69. Robalino JA, Pfaff A. 2013. Ecopayments and deforestation in Costa Rica: a nationwide analysis of PSA’s initial years. Land Econ. 89:3432–48 [Google Scholar]
  70. Roberts MJ, Bucholtz S. 2005. Slippage in the Conservation Reserve Program or spurious correlation? A comment. Am. J. Agric. Econ. 87:244–50 [Google Scholar]
  71. Roberts MJ, Bucholtz S. 2006. Slippage in the Conservation Reserve Program or spurious correlation? A rejoinder. Am. J. Agric. Econ. 88:512–14 [Google Scholar]
  72. Robinson BE, Holland MB, Naughton-Treves L. 2011. Does secure land tenure save forests? A review of the relationship between land tenure and tropical deforestation. Work. Pap. 7, CCAFS
  73. Rose S, Sohngen B. 2011. Global forest carbon sequestration and climate policy design. Environ. Dev. Econ. 16:429–54 [Google Scholar]
  74. Salas PC, Roe B. 2012. The role of cooperation and reciprocity in structuring carbon sequestration contracts in developing countries. Am. J. Agric. Econ. 94:411–18 [Google Scholar]
  75. Salas PC, Roe B, Sohngen B. 2012. Addressing additionality in REDD contracts when formal enforcement is absent. Presented at AAEA Annu. Meet., Aug. 12–14, Seattle, Wash
  76. Samii C, Lisiecki M, Kulkarni P, Paler L, Chavis L. 2013. Effects of payment for environmental services and decentralized forest management on deforestation and poverty in low and middle income countries: a systematic review. Protocol, Campbell Collab
  77. Sánchez-Azofeifa GA, Pfaff A, Robalino JA, Bloomhower JP. 2007. Costa Rica’s payment for environmental services program: intention, implementation, and impact. Conserv. Biol. 21:51165–73 [Google Scholar]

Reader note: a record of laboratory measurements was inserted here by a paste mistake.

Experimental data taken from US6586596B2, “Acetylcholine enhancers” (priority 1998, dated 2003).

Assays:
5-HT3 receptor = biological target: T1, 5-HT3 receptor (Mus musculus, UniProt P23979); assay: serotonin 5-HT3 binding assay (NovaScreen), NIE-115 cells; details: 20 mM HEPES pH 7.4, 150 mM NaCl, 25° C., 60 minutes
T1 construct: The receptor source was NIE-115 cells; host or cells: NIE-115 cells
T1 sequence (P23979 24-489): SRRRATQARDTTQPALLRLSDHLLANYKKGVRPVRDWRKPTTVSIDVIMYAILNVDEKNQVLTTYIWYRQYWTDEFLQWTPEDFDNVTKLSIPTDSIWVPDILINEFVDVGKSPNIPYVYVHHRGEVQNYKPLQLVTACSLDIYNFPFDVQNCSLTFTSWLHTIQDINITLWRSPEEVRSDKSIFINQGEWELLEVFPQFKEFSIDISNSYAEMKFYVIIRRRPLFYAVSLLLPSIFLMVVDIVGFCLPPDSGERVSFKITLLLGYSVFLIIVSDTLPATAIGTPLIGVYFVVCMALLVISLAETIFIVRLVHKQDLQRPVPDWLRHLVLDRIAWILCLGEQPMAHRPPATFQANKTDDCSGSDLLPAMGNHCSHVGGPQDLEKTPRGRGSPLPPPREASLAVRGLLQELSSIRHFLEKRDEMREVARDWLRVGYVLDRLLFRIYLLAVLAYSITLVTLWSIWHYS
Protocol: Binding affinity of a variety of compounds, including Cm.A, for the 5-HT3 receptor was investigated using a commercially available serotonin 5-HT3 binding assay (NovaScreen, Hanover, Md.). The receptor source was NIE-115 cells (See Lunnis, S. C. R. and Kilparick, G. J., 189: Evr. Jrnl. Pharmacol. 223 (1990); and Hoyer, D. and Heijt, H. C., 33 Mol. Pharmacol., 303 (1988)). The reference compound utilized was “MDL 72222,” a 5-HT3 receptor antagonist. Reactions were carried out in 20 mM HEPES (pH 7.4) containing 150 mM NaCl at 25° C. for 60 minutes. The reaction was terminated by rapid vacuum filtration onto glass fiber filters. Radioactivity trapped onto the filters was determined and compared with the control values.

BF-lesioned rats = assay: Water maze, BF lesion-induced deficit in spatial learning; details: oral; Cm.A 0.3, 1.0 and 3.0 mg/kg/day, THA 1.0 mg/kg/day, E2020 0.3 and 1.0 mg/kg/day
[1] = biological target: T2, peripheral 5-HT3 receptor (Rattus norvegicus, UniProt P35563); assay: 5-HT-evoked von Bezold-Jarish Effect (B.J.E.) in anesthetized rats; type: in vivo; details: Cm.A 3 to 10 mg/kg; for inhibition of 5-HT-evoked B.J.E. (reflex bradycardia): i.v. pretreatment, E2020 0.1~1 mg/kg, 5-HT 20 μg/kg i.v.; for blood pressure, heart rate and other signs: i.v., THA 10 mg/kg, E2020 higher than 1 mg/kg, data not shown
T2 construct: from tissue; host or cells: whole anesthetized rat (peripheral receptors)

78. Sarkar S, Sanchez-Cordero V, Londono MC, Fuller T. 2009. Systematic conservation assessment for the Mesoamerica, Choco, and Tropical Andes biodiversity hotspots: a preliminary analysis. Biodivers. Conserv. 18:1793–828 [Google Scholar]
  79. Sathaye J, Andrasko K, Chan P. 2011. Emissions scenarios, costs, and implementation considerations of REDD-plus programs. Environ. Dev. Econ. 16:361–80 [Google Scholar]
  80. Scullion J, Thomas CW, Vogt KA, Perez-Maqueo O, Logsdon MG. 2011. Evaluating the environmental impact of payments for ecosystem services in Coatepec (Mexico) using remote sensing and on-site interviews. Environ. Conserv. 38:426–34 [Google Scholar]
  81. Sims KRE, Alix-Garcia JM, Shapiro-Garza E, Fine L, Radeloff VC, et al. 2014. Adaptive management in Mexico’s payments for hydrological services program improves targeting for environmental and social goals. Work. Pap., Econ. Dep., Amherst Coll
  82. Sohngen B, Mendelsohn R. 2003. An optimal control model of forest carbon sequestration. Am. J. Agric. Econ. 85:448–57 [Google Scholar]
  83. Stern N. 2006. Stern Review: The Economics of Climate Change London: HM Treasury [Google Scholar]
  84. Sunderlin WD, Larson AM, Duchelle AE, Resosudarmo IAP, Huynh TB et al. 2014. How are REDD+ proponents addressing tenure problems? Evidence from Brazil, Cameroon, Tanzania, Indonesia, and Vietnam. World Dev. 55:37–52 [Google Scholar]
  85. Thomas S, Dargusch P, Harrison S, Herbohn J. 2010. Why are there so few afforestation and reforestation Clean Development Mechanism projects?. Land Use Policy 27:880–87 [Google Scholar]
  86. Turpie JK, Marais C, Blignaut JN. 2008. The Working for Water programme: evolution of a payments for ecosystem services mechanism that addresses both poverty and ecosystem service delivery in South Africa. Ecol. Econ. 65:788–98 [Google Scholar]